string multiThread = ConfigurationManager.AppSettings["multithread"];
            Logger logger = new Logger();

            try
            {
                if (MessageQueue.Exists(@".\private$\Twitter"))
                {
                    q = new MessageQueue(@".\private$\Twitter");
                }
                else
                {
                    Console.WriteLine("Queue does not exist.");
                    return;
                }

                while (true)
                {
                    Message message;
                    try
                    {
                        message = q.Receive();
                        message.Formatter =
                            new XmlMessageFormatter(new String[] { "System.String" });
                        if (multiThread == "true")
                        {
                            ThreadPool.QueueUserWorkItem(MessageProcess, message);
                        }
                        else
                        {
                            MessageProcess(message);
                        }
                    }
                    catch { continue; }
                }
            }
            catch (Exception ex)
            {
                Console.WriteLine(ex.Message);
                logger.append(ex.Message, Logger.LogLevel.ERROR);
            }
        }

        public void MessageProcess(object objMessage)
        {
            status status = new status();
            Logger logger = new Logger();
            DataContractJsonSerializer json = new DataContractJsonSerializer(status.GetType());

            try
            {
                Message message = objMessage as Message;

                byte[] byteArray = Encoding.UTF8.GetBytes(message.Body.ToString());
                MemoryStream stream = new MemoryStream(byteArray);

                //TODO:  Check for multiple objects.
                status = json.ReadObject(stream) as status;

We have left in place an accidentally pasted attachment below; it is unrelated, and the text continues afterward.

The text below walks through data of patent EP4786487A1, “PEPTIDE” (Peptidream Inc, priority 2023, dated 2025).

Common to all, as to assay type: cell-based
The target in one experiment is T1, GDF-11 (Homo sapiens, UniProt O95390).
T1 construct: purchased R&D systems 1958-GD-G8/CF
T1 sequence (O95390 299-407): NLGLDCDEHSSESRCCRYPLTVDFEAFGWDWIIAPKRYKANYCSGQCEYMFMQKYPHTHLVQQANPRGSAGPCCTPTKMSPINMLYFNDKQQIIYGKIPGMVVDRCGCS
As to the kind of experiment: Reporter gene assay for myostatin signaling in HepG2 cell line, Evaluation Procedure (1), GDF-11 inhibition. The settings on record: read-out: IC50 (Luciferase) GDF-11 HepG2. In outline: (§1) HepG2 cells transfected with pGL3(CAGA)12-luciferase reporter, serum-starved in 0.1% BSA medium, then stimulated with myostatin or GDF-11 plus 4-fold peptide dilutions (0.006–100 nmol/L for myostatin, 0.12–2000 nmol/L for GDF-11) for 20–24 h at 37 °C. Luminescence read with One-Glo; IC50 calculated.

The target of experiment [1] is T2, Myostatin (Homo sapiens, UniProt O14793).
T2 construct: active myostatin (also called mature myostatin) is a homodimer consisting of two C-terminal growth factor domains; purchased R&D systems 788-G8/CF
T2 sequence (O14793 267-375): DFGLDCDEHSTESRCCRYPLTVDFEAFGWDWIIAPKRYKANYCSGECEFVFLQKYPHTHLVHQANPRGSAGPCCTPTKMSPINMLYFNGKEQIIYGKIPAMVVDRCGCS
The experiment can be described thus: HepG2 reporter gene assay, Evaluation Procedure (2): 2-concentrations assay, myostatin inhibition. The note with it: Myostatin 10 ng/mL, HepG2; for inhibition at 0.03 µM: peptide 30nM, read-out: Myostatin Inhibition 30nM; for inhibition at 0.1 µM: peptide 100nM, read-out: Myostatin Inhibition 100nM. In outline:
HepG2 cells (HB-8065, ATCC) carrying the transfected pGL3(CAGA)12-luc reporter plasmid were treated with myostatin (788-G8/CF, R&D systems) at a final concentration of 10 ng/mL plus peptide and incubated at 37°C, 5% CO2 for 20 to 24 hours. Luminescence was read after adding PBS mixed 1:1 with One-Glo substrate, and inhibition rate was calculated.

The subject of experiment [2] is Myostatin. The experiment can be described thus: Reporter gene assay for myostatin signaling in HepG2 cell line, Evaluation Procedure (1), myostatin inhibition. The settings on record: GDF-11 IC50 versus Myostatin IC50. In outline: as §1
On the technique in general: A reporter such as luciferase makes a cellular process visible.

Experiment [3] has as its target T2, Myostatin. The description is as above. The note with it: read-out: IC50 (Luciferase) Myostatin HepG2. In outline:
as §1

Console.WriteLine(message.Body.ToString());

                //TODO: Store the status object
                DataStore.Add(status);

            }
            catch (Exception ex)
            {
                Console.WriteLine(ex.Message);
                logger.append(ex.Message, Logger.LogLevel.ERROR);
            }
        }
    }
}

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52 Responses to “Open Source .NET (C#) Twitter Streaming API Client”

  1. Twitter Comment


    RT @swhitley: “Open Source .NET (C#) Twitter Streaming API Client” [new post] – [link to post]

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  2. Twitter Comment


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  3. tester says:

    hi shannon,

    below bit create exception, and spit “Length of the data to decrypt is invalid” in the log

    CryptoStream(ms, cryptoProvider.CreateDecryptor(KEY_64, IV_64), CryptoStreamMode.Read);

    any advise?

  4. tester says:

    nevermind, it’s my bad. :)
    your streaming client rocks. and thanks for sharing

  5. @tester – You’re welcome. I’m glad to hear it’s working for you.

  6. ashigakari says:

    uhm, sorry for my dumb question.
    how can I use this with oAuth?

  7. Ian Black says:

    Thanks for the code Shannon it was a great help in connecting to the streaming API in .NET which I’ve struggled to find any other examples of.

    I’m adding each tweet to a database but every now and again I get an error in my log file that says it’s failed to insert. I printed out the actual data from the tweet and it is all there and correct so I can’t see a reason why it would error.

    I’m not using a queueing system like you have in place. Do you think it could be that in periods of high “tweetage” that there are just too many coming in for my program to process? Is that why you use the queuing system?

    Many thanks,
    Ian.

  8. @Ian Black – Hi Ian. I’m not sure. I’d have to see the error. Using a queue isn’t mandatory, but I can see where it would help during periods of high database utilization. I’m not using this code in production right now so I haven’t run into any similar issues.

  9. Khash says:

    One thing about the multithreaded read from the queue: It seems to me that picking up messages from the queue and then queueing them again on the threadpool is not so good: Firstly it picks up messages that might not be processed immediately by the client and therefore deprives free clients from processing them. Secondly you lost all the nice transactionality and persistence that comes with MSMQ for no apparent gain.